Non-traded REITS will waive internalization fees

If it catches on, it could be a plus for investors

Jun 9, 2010 @ 10:36 am

By Jeff Benjamin

Two real estate investment trust companies will waive their “internalization fees,” potentially sparking a trend in the REIT marketplace that would bode well for investors.

Grubb & Ellis Equity Advisors, the primary real estate investment and asset management subsidiary for Grubb & Ellis Co., and American Realty Capital Advisors LLC each said they would no longer charge shareholders an internalization fee — a fee that is commonly applied once a non-traded REIT takes over its own management and begins trading on an exchange.

The fee, which is traditionally paid out of shareholder assets to the REIT sponsor firm, is based on a multiple of the REIT’s management and performance fees, and it can be significant.

Between 2000 and 2007, seven non-traded REITs paid internalization fees to sponsor firms that ranged from $68 million to $375 million.

0
Comments

What do you think?

View comments

Recommended for you

Sponsored financial news

Featured video

INTV

AXA's Christine Nigro: How to handle being the only woman in the room

Women face unique challenges as they move into the C-suite, and they need to remember to always be themselves and let their professional strengths shine, according to Christine Nigro, vice chairman at AXA Advisors.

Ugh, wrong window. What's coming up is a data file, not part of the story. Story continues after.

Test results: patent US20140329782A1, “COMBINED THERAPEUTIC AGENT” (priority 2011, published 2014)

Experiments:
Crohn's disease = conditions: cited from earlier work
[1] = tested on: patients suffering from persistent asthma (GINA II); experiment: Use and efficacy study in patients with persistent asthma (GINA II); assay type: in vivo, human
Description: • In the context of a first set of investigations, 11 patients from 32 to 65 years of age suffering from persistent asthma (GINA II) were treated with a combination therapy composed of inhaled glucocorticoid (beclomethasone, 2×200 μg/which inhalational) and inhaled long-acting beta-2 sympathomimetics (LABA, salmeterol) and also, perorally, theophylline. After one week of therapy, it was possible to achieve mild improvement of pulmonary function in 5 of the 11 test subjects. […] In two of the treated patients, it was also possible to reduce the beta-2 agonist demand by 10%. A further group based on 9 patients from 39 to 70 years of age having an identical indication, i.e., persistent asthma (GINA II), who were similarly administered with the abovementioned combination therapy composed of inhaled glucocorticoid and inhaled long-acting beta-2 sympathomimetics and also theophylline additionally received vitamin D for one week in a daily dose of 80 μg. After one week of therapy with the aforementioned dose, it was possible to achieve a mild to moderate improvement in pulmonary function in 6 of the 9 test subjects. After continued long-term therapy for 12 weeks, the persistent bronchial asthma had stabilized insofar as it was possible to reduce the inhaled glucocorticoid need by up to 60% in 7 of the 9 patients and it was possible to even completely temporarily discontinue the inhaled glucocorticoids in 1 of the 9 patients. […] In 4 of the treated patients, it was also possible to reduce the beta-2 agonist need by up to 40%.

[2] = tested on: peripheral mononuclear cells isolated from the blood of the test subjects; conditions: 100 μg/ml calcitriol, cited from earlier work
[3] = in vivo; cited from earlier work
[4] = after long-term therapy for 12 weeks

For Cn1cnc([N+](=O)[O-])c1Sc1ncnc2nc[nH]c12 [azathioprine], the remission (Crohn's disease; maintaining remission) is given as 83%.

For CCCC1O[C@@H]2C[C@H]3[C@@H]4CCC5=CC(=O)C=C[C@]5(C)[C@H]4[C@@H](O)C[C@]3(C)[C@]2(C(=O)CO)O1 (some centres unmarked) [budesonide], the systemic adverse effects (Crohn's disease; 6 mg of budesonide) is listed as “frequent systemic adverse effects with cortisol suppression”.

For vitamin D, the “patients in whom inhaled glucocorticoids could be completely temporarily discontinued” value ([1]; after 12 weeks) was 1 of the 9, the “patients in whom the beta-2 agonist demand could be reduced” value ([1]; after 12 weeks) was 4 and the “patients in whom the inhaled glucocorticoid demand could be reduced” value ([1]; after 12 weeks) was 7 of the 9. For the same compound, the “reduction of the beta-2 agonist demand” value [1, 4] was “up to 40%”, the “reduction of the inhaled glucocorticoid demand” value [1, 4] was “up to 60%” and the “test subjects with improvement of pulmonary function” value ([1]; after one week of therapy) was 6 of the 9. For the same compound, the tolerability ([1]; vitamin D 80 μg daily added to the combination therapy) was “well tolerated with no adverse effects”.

Video Spotlight

Will It Last As Long As Your Clients Do?

Sponsored by Prudential

Video Spotlight

The Catalyst

Sponsored by Pershing

Latest news & opinion

New military pension rules need financial advisers to step up and serve

Matching defined contribution plan expected to see more money, more need for sound advice.

Brian Block's $4 million bonus was tied to a key metric at ARCP

Prosecution rests case in fraud trial against CFO of American Realty Capital Properties.

Edward Jones is winning the Google search war

Brokerage firm's digital marketing investment helps land it at the top of local and overall search engine results, report finds.

Voya's win in 401(k) fee suit involving Financial Engines bodes well for other record keepers

Fidelity, Aon Hewitt and Xerox HR Solutions are currently defending against similar fiduciary-breach claims.

Collective investment trusts getting more attention from 401(k) advisers

The funds are catching on due largely to lower costs and more product availability, but come with some inherent drawbacks.

X

Subscribe and Save 60%

Premium Access
Print + Digital

Learn more
Subscribe to Print